Proposition 1

Let and

be the set of Hermitian and skew-Hermitian matrices, respectively. The vertical and horizontal space of

at are given by:

(42)
(43)
Proof

We have:

(44)

Therefore . Furthermore, we have that . ∎

Proposition 2

The metric on is given by (39).

Proof

Because is a Riemannian submersion we know from (32), that for , needs to satisfy:

(45)

working this out gives:

(46)

Now we plug in for . Then (46) becomes:

(47)

If we set and , we get for general and :

(48)

Using the properties of the trace we have:

(49)

Adding the first and last expression gives:

(50)

Dividing both sides by two gives the final result. ∎

In order to show that the BW distance on is equal to the pushforward distance of , we first have to investigate the distance on . We know that on the distance is given by: . Because we have . However we can show, using the following lemmata, that for some choices of and the curve stays in and thus the two distances are equal.

Lemma 1

For and , the unitary polar factor of , we have that .

Proof

bhatia1 . ∎

Lemma 2

For and with and as in lemma 1 we have that is in for .

Proof

We can write:

(51)

By the previous lemma know that is positive definite. Therefore we have that is positive definite for and thus in . Since is closed under multiplication we have that . ∎

Now we are in position to study the pushforward distance (33) for . We have that and . Plugging this in gives the following distance function:

(52)
(53)
Proposition 3

The BW distance on is equal to the pushforward distance . That is,

(54)

Moreover, the infimum on the right is attained when and the unitary polar factor of given by .

Proof

From the discussion above we know:

(55)
(56)
(57)
(58)
(59)

We saw in theorem 1.1 of the preliminaries that the supremum on the right is obtained for and as in the proposition. Moreover, by lemma 2 we have that for this choice stays in and thus we have . Therefore we get equality in (56) and conclude:

(60)
(61)

Proof

(of theorem 2.4) By theorem 2.1 we know that there exists a unique metric such that as defined in equation (40) is a Riemannian submersion. In lemma 2 we saw that this metric is given by , as defined in (39) in the statement of the theorem. From theorem 2.3 we know that the Riemannian distance for this metric is given by the pushforward distance for , (52). In proposition 3 we saw that this distance is equal to the BW-distance on . This is what we set out to proof. ∎

Geodesics

In order to find a geodesic between and in , according to theorem 2.2, we need to find a geodesic in between points in and such that is horizontal.

Theorem 2.5

A geodesic between and in is given by , where

(62)

and U is again the unitary polar factor of .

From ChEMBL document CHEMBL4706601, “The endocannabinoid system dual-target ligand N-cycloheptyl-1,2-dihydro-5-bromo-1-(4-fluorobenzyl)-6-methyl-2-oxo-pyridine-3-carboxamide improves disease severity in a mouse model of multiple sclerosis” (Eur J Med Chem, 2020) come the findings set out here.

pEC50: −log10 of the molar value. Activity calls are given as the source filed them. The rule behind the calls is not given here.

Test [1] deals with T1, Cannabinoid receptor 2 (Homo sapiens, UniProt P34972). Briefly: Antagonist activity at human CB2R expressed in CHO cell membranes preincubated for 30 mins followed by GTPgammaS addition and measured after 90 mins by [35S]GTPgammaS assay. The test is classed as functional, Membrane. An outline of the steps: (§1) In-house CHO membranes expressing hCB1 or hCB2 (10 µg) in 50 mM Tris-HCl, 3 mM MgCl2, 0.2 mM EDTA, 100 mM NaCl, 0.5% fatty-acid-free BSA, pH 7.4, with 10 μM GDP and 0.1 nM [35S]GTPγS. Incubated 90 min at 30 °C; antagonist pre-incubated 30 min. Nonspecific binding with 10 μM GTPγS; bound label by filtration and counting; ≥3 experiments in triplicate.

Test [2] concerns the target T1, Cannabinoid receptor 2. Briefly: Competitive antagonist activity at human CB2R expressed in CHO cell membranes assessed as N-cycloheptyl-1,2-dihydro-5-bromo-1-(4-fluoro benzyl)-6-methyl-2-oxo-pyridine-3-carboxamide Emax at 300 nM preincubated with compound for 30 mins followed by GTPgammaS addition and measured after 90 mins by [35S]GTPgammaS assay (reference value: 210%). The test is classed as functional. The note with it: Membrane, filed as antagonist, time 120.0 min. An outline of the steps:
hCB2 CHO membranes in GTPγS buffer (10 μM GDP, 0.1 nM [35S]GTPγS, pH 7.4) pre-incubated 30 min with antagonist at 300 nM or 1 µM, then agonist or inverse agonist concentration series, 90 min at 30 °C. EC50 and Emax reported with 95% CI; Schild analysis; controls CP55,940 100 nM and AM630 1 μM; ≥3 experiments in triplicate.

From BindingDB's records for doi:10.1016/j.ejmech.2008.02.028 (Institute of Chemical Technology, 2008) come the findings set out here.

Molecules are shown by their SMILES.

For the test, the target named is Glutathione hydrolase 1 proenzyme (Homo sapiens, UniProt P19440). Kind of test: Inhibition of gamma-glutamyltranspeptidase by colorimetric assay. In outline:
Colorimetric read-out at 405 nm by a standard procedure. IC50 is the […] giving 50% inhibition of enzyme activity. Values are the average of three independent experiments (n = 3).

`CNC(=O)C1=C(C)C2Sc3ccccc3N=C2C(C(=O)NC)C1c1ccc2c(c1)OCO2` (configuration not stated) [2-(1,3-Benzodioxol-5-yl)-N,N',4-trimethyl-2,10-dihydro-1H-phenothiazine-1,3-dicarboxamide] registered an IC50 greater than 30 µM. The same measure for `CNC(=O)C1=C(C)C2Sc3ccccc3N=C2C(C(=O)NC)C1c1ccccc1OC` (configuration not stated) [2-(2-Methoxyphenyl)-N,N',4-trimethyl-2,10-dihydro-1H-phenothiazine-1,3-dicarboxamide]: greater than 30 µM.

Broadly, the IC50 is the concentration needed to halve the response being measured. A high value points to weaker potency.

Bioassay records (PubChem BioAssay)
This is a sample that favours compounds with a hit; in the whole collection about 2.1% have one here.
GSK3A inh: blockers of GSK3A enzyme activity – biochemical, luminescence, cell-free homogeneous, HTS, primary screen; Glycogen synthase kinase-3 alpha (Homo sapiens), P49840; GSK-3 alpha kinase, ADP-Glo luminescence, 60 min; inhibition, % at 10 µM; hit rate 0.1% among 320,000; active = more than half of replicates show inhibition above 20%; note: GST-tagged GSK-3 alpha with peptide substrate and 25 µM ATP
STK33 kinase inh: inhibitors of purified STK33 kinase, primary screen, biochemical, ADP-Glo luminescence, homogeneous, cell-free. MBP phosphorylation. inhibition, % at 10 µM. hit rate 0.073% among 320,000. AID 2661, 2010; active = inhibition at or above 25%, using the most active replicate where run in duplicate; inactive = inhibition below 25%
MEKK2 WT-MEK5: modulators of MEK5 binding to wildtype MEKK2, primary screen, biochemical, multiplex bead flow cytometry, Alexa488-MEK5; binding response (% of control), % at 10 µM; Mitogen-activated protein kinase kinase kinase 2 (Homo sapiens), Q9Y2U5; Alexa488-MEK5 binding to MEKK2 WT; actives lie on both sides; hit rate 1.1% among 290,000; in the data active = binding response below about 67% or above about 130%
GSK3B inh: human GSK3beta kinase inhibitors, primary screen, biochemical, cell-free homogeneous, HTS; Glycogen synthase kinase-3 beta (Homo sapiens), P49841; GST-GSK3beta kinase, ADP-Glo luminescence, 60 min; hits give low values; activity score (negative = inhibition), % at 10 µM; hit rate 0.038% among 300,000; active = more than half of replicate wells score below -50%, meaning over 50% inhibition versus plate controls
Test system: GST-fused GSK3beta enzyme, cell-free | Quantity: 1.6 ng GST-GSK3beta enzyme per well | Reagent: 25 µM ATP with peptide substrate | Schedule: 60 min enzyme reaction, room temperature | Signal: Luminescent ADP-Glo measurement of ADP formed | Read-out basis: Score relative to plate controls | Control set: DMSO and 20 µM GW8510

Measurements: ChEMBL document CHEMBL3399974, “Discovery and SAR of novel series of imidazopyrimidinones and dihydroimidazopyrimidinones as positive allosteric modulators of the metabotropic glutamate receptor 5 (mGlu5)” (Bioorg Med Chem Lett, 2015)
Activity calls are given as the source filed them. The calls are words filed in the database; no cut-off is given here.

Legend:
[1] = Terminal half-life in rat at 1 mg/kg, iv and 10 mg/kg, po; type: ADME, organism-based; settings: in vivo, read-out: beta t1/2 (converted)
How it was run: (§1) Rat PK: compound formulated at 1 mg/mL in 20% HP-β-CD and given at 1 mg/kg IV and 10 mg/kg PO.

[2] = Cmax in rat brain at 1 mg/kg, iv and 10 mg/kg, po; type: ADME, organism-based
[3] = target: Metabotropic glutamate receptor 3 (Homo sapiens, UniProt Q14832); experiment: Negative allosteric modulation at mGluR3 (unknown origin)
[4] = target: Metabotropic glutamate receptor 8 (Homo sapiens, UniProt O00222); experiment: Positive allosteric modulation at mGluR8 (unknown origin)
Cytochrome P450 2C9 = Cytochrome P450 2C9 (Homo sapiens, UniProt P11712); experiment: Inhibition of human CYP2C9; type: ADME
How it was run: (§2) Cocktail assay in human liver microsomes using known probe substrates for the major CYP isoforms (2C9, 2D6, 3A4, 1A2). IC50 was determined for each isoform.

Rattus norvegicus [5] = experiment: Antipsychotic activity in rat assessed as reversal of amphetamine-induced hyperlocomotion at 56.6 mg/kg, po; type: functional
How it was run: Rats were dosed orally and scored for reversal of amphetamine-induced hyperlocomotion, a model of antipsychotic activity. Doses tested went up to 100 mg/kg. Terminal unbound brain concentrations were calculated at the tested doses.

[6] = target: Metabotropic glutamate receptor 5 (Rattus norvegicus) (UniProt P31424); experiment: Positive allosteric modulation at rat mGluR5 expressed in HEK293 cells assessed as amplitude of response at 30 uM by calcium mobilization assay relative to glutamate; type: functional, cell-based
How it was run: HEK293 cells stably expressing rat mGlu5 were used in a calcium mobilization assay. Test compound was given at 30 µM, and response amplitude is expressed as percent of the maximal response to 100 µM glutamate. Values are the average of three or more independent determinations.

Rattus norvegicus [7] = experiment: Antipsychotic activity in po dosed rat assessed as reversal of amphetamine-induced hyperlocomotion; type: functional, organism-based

Proof

It is clear that is a geodesic in . We saw in lemma 2 that stays in . It remains to show . We have:

(63)
(64)

By lemma 1 we have that is Hermitian and thus the same holds for . Using proposition 1 we conclude is horizontal. The statement of the theorem now follows from theorem 2.2. ∎

2.2 Geometry on the space

Inner product and distance function

Let us denote the unit sphere in by:

(65)

and , its restriction to . Note that:

(66)

We now apply theorem 2.1 to this submanifold of . We choose the metric to be the restriction of to and the Lie group again . Since both the metric and the quotient map are just restrictions of the ones in theorem 2.4, the resulting metric on will also be the restriction of . From theorem 2.3 we therefore know that the Riemannian distance function on corresponding to this restricted metric is given by the pushforward distance defined in (33). Just as in the classical case (section 1.2) where the Fisher distance on is different from the Hellinger distance, it will turn out that the Riemannian distance on is different from the BW distance on . In order to compute the distance on , we first investigate the geometry on .

Geodesics on a Euclidian sphere are obtained by intersecting the sphere with (hyper)planes through the origin. If and are two non-antipodal point on we can obtain the unnormalised geodesic by projecting the geodesic in onto . More specifically, if is the geodesic in , then

(67)

is the unnormalised geodesic in . Moreover, we have that since they are scalar multiples of each other. The distance on is given by:

(68)

Just as before, we have that in general , but when stays in , we have that the two distances are equal. We are now inp position to deduce the Riemannian distance function on .

Theorem 2.6

On , the Riemannian distance for the Bures-Wasserstein metric is given by:

(69)
Proof

From the definition of the quotient distance we have:

(70)
(71)